Anyway, these options aren't available for someone trying to play a Noteboom after 1.d4 d5 2.Nf3.  Sometimes when faced with 2.Nf3, I used to play 2...Nf6, gambling that White wasn't man enough to follow up with 3.c4.  But that's obviously not an ideal solution.  Playing into the London and Colle lines given above has always been a bit of a problem for me (those positions are certainly not the type of chess I'm after when I sit down hoping for a Noteboom).  That leaves two moves after 1.d4 d5 2.Nf3: 2...e6 and 2...c6.

A few years ago I decided to play 2...e6, with the idea of meeting the Colle with a Stonewall setup: 1.d4 d5 2.Nf3 e6 3.e3 f5!?.  This brought me  a lot of success, as White is denied his normal types of positions and I generally like the Stonewall Dutch.  I wasn't able to find the same sort of solution for the London, though.  After giving it a lot of thought, I eventually settled on 1.d4 d5 2.Nf3 e6 3.Bf4 Bd6, when 4.Bxd6 Qxd6 (cxd6!?), while still a tad boring, is definitely a little more fun for Black than the standard 1.d4 Nf6 2.Nf3 e6 3.Bf4 d5 lines.  However, White could maybe just play it cool with 1.d4 d5 2.Nf3 e6 3.Bf4 Bd6 4.Bg3, when I don't see that Black has anythin better than playing 4...Nf6 and eventually transposing to an ultra-boring position from the "normal" London (as seen in Cox's book).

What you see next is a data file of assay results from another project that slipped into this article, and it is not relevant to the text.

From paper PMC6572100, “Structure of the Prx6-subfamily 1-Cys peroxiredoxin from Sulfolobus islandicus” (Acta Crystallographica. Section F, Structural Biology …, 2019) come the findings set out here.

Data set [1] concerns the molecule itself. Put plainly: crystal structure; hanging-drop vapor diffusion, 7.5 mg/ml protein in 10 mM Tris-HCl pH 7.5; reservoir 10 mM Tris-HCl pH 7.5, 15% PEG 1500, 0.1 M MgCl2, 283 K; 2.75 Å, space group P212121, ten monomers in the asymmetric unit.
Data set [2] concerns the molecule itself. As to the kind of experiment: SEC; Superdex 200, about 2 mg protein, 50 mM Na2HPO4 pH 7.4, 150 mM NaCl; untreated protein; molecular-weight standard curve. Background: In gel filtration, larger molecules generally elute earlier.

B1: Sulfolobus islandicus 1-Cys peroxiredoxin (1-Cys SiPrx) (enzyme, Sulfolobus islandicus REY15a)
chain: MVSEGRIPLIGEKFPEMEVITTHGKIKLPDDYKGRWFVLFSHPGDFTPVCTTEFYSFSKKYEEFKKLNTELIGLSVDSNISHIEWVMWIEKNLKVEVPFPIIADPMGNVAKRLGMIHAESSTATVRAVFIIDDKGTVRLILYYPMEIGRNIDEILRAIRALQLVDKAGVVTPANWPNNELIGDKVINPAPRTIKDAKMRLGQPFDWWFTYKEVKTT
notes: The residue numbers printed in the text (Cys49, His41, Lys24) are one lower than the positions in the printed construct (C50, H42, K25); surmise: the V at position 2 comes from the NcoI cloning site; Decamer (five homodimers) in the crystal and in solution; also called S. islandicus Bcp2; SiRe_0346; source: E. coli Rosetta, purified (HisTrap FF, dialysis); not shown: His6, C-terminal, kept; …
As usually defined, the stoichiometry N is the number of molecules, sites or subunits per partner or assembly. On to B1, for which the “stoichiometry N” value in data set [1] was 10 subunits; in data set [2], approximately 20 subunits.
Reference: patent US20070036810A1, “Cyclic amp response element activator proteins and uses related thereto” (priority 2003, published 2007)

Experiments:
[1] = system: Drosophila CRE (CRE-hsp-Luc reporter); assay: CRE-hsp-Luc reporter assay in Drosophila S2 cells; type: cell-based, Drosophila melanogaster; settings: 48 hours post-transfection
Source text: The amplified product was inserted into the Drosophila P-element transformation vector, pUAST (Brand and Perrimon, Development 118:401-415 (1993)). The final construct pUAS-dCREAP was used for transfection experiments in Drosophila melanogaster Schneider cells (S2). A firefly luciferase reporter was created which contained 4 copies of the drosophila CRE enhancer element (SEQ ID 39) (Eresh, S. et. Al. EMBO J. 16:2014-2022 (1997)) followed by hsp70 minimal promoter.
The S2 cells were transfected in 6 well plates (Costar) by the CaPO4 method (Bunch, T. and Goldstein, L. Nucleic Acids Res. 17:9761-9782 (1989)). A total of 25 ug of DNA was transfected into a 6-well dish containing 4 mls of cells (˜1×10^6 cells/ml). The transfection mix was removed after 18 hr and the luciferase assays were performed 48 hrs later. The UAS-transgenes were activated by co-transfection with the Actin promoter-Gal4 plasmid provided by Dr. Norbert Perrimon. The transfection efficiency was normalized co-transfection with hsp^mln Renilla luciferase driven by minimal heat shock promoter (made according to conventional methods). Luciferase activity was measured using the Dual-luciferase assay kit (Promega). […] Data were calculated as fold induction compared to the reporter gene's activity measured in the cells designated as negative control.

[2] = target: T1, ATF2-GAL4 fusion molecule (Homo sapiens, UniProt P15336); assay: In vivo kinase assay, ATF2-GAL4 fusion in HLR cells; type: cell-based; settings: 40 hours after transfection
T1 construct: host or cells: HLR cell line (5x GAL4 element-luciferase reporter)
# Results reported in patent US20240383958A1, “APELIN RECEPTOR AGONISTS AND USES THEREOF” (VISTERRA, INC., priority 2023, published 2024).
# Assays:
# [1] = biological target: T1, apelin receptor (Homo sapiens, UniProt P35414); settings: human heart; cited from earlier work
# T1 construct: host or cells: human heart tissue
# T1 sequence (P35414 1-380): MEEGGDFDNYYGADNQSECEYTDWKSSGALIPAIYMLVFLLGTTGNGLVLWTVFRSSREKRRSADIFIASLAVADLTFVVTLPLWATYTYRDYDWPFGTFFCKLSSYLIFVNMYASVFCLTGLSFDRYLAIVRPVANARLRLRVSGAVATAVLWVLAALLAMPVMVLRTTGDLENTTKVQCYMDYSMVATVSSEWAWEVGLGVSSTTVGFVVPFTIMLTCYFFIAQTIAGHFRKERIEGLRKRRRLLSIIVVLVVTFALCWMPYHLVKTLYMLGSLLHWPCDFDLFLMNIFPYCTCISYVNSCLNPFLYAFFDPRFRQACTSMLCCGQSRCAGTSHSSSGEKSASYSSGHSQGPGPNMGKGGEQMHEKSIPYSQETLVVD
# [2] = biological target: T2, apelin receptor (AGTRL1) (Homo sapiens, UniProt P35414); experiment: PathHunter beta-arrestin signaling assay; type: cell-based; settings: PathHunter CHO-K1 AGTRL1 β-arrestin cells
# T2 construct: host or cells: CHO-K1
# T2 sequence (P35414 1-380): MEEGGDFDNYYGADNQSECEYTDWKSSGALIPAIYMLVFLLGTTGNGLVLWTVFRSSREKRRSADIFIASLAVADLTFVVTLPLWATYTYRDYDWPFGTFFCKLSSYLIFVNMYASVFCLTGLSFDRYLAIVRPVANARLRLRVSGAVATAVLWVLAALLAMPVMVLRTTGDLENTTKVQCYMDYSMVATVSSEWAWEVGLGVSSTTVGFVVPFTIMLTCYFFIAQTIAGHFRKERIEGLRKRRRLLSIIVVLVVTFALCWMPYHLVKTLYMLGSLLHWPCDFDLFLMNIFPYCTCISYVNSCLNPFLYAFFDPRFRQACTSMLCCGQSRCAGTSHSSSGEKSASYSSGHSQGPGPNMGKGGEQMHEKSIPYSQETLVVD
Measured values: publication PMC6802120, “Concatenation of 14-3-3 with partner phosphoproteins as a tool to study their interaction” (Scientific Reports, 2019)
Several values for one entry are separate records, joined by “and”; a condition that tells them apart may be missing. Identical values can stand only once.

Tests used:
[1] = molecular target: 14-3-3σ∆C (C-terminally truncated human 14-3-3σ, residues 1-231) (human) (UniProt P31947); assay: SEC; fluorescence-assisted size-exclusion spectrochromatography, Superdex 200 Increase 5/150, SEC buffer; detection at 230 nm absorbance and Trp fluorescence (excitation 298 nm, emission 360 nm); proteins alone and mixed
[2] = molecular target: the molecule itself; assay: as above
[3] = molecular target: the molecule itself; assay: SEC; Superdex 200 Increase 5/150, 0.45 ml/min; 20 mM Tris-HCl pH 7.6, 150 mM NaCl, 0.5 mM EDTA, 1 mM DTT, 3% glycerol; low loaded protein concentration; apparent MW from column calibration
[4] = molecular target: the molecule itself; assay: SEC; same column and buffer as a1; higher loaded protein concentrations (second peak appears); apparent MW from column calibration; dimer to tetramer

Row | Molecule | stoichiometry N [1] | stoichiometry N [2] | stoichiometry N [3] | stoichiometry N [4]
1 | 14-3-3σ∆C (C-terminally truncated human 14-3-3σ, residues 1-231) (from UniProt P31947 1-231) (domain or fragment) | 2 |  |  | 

So this has got me thinking....would 2...c6 be better for a Noteboom player?  I could still play a Stonewall vs. the Colle (or even just 3...Bf5), and I might have more interesting options against the London.  I haven't given it a great deal of thought, but 1.d4 d5 2.Nf3 c6 3.Bf4 Qb6!? (or 3...Nf6 4.e3 Qb6!?) might be good, though Black doesn't really put pressure on the d4 pawn like he would if the c-pawn were on c5 instead of c6.  Alternatively, something like 1.d4 d5 2.Nf3 c6 3.Bf4 Nf6 4.e3 Bg4 would probably be a lot more fun for Black than the 1.d4 Nf6 2.Nf3 e6 3.Bf4 d5 lines.  I guess White could play 4.c3 to be annoying, though.

Thoughts??  How should a Noteboom player seek to mix it up after 2.Nf3?  Also, I'm sorry for posting so much on such a simple question!


I was thinking of adding this to my repertoire and starting pondering the "boring position" problem.  Did you ever decide on an option?
  
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MNb
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Re: Noteboom players and d4 Deviations....
Reply #1 - 05/30/07 at 21:24:20
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The ambitious Black player tries to get a Stonewall with the queen's bishop outside the pawn chain: 1.d4 d5 2.Nf3 c6 3.e3 Bg4 intending 4...f5. Once I lost a corr game after 4.Be2 e6 5.Nbd2 Bd6 6.c4. This probably only proves, how little I understand of chess. Still I believe, that 2...c6 solves the Colle "problem" for the Noteboom player.
Unfortunetaly 3...Bg4 does not look good against the London., even though Tromp expert Hodgson played it once. As White has not played c2-c3 yet, 3.Bf4 Qb6 avoiding the typical answer x.Qb3 might be good. I don't like 3.Bf4 Nf6 4.e3 Bg4 too much. White can try 5.Nbd2, leaving the choice between c2-c3 and c2-c4 open. Moreover he sometimes can play 6.h3 evt. 7.g4. After 3...Bf5 I see, that Black often still throws ...Qb6 in.